It's your choice. You can have potential clients think that you are hiding out waiting for the storm to end. Or, you can have them all thinking about how you are working with sellers and buyers no matter what in order to get the job done.

Friday, March 10, 2017

Hiding The Better News

Here we go again. The realty association announces that home sales are down while sale prices are up more than 5% from a year ago.

It figures. The media story leads with home sales being down. The reader/viewer that glances at the headline and doesn't read the story accepts this as a downer for the local real estate market and moves on.

If only the association had ONLY reported that home prices in the Pioneer Valley were up more than 5% from last year. Consumers seeing that information, whether they read the article or not, come away thinking that local property values are going up.

That's a reason to look into selling or buying in that area.

No one is forcing the local realty association to publish "negative" news.


Friday, February 24, 2017

95 Days Is Average?

Here we go again. It's the story about how local home sales went up again for the month of January in a rural area southwest of Chicago. That's good news.

However, the local realty association also "reports" that the "average" home sale took 95 days, which is one week less than a year ago.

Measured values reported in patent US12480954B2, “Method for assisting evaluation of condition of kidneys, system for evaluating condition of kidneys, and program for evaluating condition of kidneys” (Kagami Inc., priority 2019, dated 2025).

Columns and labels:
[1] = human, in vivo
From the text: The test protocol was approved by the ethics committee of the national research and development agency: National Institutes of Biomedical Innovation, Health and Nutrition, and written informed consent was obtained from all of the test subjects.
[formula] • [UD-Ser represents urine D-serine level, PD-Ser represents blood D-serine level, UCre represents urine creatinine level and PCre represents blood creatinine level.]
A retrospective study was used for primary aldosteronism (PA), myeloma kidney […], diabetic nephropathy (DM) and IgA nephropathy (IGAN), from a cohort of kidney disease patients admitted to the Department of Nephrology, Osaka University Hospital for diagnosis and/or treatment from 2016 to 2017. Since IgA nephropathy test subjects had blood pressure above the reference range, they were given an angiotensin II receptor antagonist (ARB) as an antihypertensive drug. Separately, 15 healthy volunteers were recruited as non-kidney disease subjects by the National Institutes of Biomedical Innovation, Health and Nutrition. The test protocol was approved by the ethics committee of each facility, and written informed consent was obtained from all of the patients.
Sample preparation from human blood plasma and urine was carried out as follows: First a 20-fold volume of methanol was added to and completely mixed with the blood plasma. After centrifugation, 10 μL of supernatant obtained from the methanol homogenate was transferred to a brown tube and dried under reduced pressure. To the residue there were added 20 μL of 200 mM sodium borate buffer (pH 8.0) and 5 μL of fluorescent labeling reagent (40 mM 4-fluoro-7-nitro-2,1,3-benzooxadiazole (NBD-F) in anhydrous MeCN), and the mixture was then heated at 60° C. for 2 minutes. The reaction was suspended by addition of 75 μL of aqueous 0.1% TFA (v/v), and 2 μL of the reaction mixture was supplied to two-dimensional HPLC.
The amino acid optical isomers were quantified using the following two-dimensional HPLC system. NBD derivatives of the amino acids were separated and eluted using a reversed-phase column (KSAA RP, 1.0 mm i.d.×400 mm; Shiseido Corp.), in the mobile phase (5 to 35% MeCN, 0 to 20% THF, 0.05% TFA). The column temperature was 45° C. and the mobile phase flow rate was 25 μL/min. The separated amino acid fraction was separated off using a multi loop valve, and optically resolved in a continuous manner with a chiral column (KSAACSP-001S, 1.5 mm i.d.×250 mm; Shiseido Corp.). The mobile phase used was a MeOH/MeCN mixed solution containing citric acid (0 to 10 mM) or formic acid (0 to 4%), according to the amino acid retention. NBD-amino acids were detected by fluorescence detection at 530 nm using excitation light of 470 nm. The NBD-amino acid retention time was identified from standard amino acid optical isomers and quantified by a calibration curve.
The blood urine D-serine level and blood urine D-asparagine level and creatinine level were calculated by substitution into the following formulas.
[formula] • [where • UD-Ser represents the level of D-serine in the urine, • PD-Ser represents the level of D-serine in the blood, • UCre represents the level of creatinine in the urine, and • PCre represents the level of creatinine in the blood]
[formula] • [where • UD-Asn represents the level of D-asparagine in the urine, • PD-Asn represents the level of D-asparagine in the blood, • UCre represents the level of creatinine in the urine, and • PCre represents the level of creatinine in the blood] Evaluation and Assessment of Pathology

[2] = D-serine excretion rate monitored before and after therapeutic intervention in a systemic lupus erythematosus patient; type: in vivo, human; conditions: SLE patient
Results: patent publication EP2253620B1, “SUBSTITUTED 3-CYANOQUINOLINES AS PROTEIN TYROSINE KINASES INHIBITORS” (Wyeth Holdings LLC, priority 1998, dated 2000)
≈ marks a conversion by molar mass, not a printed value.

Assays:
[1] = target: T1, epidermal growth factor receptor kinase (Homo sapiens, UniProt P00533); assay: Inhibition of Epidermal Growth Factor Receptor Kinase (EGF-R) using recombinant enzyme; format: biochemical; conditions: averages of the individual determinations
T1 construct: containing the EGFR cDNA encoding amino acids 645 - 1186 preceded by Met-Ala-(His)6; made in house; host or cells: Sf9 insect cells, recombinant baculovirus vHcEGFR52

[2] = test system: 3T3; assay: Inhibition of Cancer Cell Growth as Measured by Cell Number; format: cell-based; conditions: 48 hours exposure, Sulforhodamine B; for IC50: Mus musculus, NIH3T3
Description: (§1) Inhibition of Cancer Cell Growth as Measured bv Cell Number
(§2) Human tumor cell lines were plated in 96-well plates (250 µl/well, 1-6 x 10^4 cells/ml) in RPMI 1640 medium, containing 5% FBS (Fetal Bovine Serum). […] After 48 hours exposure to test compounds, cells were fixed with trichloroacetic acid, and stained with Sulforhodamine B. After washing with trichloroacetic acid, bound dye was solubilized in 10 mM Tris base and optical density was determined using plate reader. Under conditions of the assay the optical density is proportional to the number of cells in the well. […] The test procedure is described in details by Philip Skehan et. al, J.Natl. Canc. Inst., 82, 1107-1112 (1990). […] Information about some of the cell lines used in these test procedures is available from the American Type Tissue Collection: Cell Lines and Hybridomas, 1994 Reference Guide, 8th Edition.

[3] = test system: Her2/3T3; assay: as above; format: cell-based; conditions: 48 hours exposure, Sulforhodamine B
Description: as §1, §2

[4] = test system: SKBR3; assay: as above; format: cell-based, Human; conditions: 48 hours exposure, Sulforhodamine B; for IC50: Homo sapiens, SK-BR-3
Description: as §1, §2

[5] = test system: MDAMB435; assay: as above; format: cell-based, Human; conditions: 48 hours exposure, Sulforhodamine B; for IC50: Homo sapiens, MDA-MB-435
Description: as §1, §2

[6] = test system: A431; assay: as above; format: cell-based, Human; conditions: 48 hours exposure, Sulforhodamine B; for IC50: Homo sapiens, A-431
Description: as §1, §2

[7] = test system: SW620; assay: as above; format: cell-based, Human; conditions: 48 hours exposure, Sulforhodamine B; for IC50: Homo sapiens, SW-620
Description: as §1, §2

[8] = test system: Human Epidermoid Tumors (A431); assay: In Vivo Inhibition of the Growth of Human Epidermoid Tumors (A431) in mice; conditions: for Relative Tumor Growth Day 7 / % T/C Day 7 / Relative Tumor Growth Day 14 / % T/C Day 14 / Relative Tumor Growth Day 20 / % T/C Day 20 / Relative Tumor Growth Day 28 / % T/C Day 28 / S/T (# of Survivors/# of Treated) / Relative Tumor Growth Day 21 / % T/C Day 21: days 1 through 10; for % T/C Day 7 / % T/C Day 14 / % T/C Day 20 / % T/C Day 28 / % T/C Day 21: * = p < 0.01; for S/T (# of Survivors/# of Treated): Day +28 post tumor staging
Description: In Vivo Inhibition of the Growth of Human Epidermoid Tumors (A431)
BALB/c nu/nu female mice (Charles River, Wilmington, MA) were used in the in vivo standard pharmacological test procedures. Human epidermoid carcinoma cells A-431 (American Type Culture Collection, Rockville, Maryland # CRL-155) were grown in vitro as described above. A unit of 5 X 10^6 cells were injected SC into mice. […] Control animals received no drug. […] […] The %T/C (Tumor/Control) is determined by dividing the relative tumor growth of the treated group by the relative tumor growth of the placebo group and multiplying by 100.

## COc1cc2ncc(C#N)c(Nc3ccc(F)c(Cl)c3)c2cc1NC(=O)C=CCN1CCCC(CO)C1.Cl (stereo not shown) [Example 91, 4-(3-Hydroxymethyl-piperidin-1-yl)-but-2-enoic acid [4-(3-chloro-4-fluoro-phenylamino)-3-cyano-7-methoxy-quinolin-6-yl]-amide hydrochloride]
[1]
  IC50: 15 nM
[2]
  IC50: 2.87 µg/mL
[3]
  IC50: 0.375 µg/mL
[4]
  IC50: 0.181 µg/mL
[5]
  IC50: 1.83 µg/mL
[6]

Why can't they simply tell us all how many homes were sold, and if sales are up, report that, and be done with it?

Ninety-five days as "average"? This is still February (at press time). This would tell me, as a homeowner, that if I decided to sell and picked up the phone today, that my home would sell sometime in June. And that's if it takes the "average" amount of time.


Had the association report focused only on the rise in local home sales, it would leave area residents with a  positive spin.


Wednesday, February 8, 2017

Nashville Home Sales Should Be Music To Our Ears, But.....

The Nashville area received great news with the announcement that the month of January set a home sales record for the area.

Yet, for some reason, the story gets treated like one of those TV commercials for medications with side effects that are worse than taking the drug.

Perhaps in the medical community, doing the "good" and then the "bad" is necessary. But in real estate, it doesn't need to happen.

This story about it is typical. The first paragraph gives the great news, before the very next paragraph expresses concern. This takes a consumer right back down.